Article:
Staking a claim

Staking a claim

Find out how to trace land and property records in Australia and New Zealand

Place in Focus, Discover Your Ancestors

Place in Focus

Discover Your Ancestors

Land records are primarily used to learn when an individual lived in a particular place. These records often reveal other family information, such as the names of a spouse, children, heirs, other relatives or neighbours. You may learn where a person lived previously, his occupation, approximate death date and other clues for further research.

To find land records in Australia, you must know some of the history and development of Australia as it was settled (see timeline). Initially all land in Australia belonged to the Crown, which used three basic methods to dispose of the land: free grants, sales, and licence and leases. Alienation is the term used to describe the passing of land from the government to an individual on a permanent basis (ie free grants or sales). Licences and leases allowed the government to come back and possess the land at a future date.

Torrens system
The Torrens system of land title registration in Australia and New Zealand is aided by maps showing property boundaries. Here is an 1897 map of County of Wynyard, New South Wales, showing land divisions

Crown Land Grants: 1788–1831
A grant gave, without compensation, an individual or company a parcel of land for private use. Some land grants required that the land be improved within a certain time period. These grants from the Crown are the most valuable records to use when searching for early settlers. All grants, from the first one recorded in 1790 to the time when free grants were halted in 1831, are held in the Lands Title Office in New South Wales. These records generally give the grantee’s name and occupation and identify the land being granted. Other records relating to grants are military volunteer land grants, lists of occupants of Crown lands, land orders and registers.

Sale of Crown land
In 1824 a new system was initiated that allowed the sale of Crown land to settlers. When land was passed from the Crown to an individual or from one individual to another, a document known as a deed was written to record the event. It listed both parties involved, their occupations, and places of residence.

Early deeds are held in the Lands Title Office in New South Wales. Later deeds are held by individual state land titles offices. Other records available regarding sales of lands are registers, applications, description books, schedules of lands sold, memorials, and deeds for the transfer of land.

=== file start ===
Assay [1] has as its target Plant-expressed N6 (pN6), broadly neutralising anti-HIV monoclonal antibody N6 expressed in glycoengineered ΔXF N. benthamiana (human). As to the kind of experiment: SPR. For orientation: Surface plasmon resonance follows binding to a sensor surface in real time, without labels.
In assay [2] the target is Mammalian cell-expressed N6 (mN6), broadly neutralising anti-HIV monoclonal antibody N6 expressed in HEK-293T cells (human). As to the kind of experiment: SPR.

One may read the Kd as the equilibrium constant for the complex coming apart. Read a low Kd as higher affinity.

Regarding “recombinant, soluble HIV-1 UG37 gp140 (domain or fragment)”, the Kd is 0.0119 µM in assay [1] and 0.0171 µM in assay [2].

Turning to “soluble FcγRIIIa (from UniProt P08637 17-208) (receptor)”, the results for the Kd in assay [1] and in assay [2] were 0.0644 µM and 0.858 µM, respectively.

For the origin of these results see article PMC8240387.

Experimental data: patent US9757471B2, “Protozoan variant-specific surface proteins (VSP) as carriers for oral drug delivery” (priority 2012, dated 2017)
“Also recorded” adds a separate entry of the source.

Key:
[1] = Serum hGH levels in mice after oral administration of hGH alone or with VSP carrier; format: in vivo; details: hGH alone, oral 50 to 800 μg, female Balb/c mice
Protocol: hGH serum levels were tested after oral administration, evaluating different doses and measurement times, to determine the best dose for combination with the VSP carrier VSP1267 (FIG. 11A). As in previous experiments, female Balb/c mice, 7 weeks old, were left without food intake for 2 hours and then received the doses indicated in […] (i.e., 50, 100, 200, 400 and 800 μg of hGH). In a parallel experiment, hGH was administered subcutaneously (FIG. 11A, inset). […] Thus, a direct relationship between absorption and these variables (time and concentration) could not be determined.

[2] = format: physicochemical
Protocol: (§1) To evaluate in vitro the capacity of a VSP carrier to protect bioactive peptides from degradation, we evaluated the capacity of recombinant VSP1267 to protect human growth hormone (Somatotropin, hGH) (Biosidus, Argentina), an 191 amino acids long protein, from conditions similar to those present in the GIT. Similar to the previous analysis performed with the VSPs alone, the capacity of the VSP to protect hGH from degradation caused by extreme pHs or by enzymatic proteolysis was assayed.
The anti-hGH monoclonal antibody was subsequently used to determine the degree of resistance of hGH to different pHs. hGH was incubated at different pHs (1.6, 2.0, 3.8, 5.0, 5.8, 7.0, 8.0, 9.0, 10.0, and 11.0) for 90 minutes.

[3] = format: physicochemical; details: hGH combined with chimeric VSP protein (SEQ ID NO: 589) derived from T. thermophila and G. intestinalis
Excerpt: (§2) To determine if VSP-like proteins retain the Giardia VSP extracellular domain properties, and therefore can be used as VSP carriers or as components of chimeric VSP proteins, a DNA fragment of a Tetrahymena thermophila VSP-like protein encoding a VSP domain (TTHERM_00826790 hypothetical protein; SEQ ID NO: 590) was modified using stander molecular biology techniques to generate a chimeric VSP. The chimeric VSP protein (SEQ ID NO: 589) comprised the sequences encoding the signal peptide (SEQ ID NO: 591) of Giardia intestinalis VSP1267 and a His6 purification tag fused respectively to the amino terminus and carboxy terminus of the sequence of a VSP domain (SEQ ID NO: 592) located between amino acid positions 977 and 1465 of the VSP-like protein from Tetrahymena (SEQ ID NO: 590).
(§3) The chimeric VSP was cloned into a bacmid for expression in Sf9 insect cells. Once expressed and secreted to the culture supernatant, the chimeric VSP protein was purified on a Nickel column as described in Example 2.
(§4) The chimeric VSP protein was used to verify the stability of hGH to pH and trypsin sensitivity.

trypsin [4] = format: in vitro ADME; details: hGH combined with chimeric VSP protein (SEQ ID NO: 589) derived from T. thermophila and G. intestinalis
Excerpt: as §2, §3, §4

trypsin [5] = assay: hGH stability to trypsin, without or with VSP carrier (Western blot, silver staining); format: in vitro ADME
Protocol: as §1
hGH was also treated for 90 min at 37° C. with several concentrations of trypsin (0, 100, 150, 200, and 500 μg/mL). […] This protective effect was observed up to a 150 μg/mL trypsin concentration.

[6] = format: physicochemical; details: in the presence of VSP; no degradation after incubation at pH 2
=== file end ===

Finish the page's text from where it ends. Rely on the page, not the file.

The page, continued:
In 1831, when land grants were halted, disposing of land by auction was introduced. This system created new records, including records of lands leased by auction, registers, and applications.

As Australian settlement began, no commercial or industrial establishments existed. Availability of vast areas of land gave rise to what became the largest commercial effort in Australia: the grazing of cattle, sheep, and horses. The lands used for this purpose are known as pastoral lands. These lands were seldom alienated (sold or granted) but were licensed and leased, which allowed individuals to use the lands while the Crown retained ownership.

Licensing Crown land
Settlers were permitted to occupy Crown lands for grazing purposes if they obtained a licence that could be renewed annually. The first of these licenses was the Ticket of Occupation, which was granted in about 1820. These licences gave owners rights to grazing land within two miles of their residence.

Later, depasturing licences gave owners rights to the vacant Crown lands beyond the limits of the owners’ homes. (Today, depasturing licences can be used as census substitutes.) The applications for depasturing licences list: name; trade or calling; residence; land applied for; marital status; number of children; name and condition of the person under whom stock are to be placed; and real or personal estate possessed by the applicant.

Licensing impacted not only the grazing industry, but the mining industry as well. Mining licences began with the gold rush in 1851. Mining is still licensed today.

As the wool industry progressed, squatters began to illegally overrun Crown lands to pasture their sheep. In 1836 a squatter was allowed the use of his ‘run’ if he paid an annual licensing fee. In 1847 the Crown instituted a lease system which offered a more secure occupancy for the squatter.

Leasing allowed the squatter to legally occupy the land for longer than a year and, if desired, to buy it at a fixed price. Records dealing with this period include leases and squatters’ directories.

This article is an edited extract of resources at, published under a Creative Commons Attribution-ShareAlike 3.0 licence.

Timeline: land ownership in Australia

Governor given power to grant land at his discretion
Privates, noncommissioned marine officers, and free settlers given free land grants
Rich settlers given grants if they will make major improvements to land
Sale of crown lands begins; free land grants limited to 2,560 acres
Free grants halted; public auction of lands begins
Squatters enter lands outside original 19 counties of New South Wales
English Crown Lands Act regulates price of land
Sale of Waste Lands Act creates settled, intermediate and unsettled classifications for land, opening new possibilities for settlement
Torrens system of land conveyance and registration in South Australia provides title registration for first time; other states follow
Archibald Clunes Innes
Archibald Clunes Innes, who arrived from Scotland in 1822. In 1836 he was one of the first squatters in New England, New South Wales – squatters occupied large tracts of Crown land in order to graze livestock

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